Exactly eight years ago today, Mgo and I took a long walk in my parents’ neighborhood. We had met a year prior and had gotten a taste of what a long distance relationship was like. It took a toll on both of us. We were hesitant to tell each other what we were thinking, but we finally realized we were both scared to keep things going because we were so far away from one another. I, for one, was scared to be in a relationship with someone I barely knew. Yes, we talked for hours on the phone each day. We wrote each other letters, emails, texts, and sent each other gifts in the mail, but it wasn’t enough. We weren’t in each others circle of friends. We couldn’t attend each others family get togethers. We couldn’t be spontaneous. We couldn’t be a typical couple. However, as we walked, all I could think about was how much I didn’t want it to end.
We walked and walked and walked until we finally stopped in front of a gas station. We had shared all of our concerns, but we were still holding hands. He pointed to something behind me and when I turned around, there was a sign that read “Take time to smell the roses.” And right there, we made a pact. We would stay together, even though it was hard. We wouldn’t dwell on the bad and take time to enjoy the good things happening in our relationship. No matter how difficult life got, we would trust God.
And we stuck together.
And life got difficult.
Recently, Mgo went to Armenia on a mission trip. While there, he led a seminar on preparing for marriage. He shared our story. When he read it to me prior to his trip, I was a bit overwhelmed. I hadn’t realized how many hardships we have actually faced during our life together.
How sick I got during our first winter in Rhode Island. The year of aggressive testing and treatment to diagnose me with Fibromyalgia, which led to depression. Mgo’s mom battling cancer. Mgo having to live with a woman who was slowly losing herself. Enduring a year of unemployment when God called us out of the church in Rhode Island. Bed rest during my pregnancy, fourteen trips to triage, and the traumatic birth of Emelia during which we both faced death.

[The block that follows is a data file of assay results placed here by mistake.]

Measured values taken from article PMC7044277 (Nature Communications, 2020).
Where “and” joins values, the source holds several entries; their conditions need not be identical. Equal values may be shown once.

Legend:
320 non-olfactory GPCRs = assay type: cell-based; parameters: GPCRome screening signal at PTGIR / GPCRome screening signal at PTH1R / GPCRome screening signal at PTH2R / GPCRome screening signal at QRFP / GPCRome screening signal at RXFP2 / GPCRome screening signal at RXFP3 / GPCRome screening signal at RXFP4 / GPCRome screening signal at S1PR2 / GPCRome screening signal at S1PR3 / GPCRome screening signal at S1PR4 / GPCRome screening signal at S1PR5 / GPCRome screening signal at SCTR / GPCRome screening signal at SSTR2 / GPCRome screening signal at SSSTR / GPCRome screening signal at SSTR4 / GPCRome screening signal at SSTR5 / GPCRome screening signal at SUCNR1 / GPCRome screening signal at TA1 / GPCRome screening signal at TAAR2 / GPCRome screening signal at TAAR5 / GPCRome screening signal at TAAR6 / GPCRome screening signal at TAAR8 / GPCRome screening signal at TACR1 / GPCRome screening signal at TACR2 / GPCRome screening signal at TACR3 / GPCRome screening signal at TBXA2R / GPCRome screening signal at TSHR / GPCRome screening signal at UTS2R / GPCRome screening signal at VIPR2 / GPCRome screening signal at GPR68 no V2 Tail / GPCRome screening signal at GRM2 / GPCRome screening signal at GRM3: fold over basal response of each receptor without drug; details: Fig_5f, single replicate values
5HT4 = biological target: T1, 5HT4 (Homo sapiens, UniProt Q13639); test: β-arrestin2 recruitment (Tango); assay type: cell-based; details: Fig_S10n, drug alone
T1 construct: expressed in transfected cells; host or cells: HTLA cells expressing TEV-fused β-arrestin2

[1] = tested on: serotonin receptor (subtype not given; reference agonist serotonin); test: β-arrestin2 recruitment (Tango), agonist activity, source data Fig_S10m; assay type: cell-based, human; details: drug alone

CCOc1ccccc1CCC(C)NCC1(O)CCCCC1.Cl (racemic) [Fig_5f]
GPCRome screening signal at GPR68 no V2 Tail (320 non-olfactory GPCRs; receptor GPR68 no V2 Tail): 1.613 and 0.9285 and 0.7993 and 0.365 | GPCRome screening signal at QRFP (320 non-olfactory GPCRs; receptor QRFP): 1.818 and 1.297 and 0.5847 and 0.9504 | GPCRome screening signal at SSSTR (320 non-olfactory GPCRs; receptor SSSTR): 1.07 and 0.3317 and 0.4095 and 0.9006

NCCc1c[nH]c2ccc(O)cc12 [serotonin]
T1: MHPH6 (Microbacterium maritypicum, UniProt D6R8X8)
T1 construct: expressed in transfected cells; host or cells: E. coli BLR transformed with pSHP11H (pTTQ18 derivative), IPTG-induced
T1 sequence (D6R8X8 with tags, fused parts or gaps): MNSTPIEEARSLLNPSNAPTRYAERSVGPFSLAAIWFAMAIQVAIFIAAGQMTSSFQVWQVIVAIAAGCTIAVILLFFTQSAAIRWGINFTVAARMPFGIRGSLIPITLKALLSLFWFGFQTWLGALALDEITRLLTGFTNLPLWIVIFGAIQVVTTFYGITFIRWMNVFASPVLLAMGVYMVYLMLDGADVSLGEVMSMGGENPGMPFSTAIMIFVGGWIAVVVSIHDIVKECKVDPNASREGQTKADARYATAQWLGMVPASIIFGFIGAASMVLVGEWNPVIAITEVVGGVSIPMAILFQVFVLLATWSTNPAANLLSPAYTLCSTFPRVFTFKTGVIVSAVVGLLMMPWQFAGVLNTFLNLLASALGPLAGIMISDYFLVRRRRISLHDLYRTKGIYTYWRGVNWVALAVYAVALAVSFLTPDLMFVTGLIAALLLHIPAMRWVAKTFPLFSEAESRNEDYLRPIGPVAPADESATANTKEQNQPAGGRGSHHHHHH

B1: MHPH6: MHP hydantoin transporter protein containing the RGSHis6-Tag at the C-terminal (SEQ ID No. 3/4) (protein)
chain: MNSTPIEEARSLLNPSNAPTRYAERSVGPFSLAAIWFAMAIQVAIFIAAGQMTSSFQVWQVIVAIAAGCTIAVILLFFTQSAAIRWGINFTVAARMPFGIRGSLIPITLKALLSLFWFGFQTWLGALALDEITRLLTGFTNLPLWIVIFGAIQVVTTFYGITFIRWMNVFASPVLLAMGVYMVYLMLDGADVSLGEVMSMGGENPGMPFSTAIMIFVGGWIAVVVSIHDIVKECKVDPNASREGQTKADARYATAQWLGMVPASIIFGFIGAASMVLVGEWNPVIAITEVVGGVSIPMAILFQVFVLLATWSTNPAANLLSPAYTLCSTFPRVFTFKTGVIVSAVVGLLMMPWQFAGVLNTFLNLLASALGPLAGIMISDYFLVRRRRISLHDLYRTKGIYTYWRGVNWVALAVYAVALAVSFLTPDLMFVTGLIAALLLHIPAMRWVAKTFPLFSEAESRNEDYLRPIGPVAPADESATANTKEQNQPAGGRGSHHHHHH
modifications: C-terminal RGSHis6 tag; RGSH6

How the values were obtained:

I’d never really thought about it all. In the midst of the afflictions, I was definitely weakened and frustrated. However, God ALWAYS pulled us through, even when it felt like we’d never get answers or relief. Even if I was angry with Him. Even if I didn’t always cling to Him.
While battling my symptoms and waiting for a diagnosis, I met a young woman who was diagnosed with arthritis at a young age. And she became a source of God’s indelible grace, coaching me through the entire process and encouraging me to face the frustration I was feeling. She is one of the most encouraging people I know. Her, her husband and kids are now family to us. They are a gift. Mgo’s mom fought and won and has been cancer-free for years now. God led us to Fresno, and just like in Rhode Island, we are beyond blessed by the church. Although I had a difficult pregnancy and delivery, and despite all the scares that Emelia wasn’t healthy, she made it and is thriving.
I know that He will hold our hands when the next trial comes. He will walk us through each tribulation, even if they last a long time. Even if we don’t always get a happy outcome.
And thinking back on my time with Mgo, even though we have encountered a lot of hardships, I wouldn’t change a thing.
It has been the best time of my life.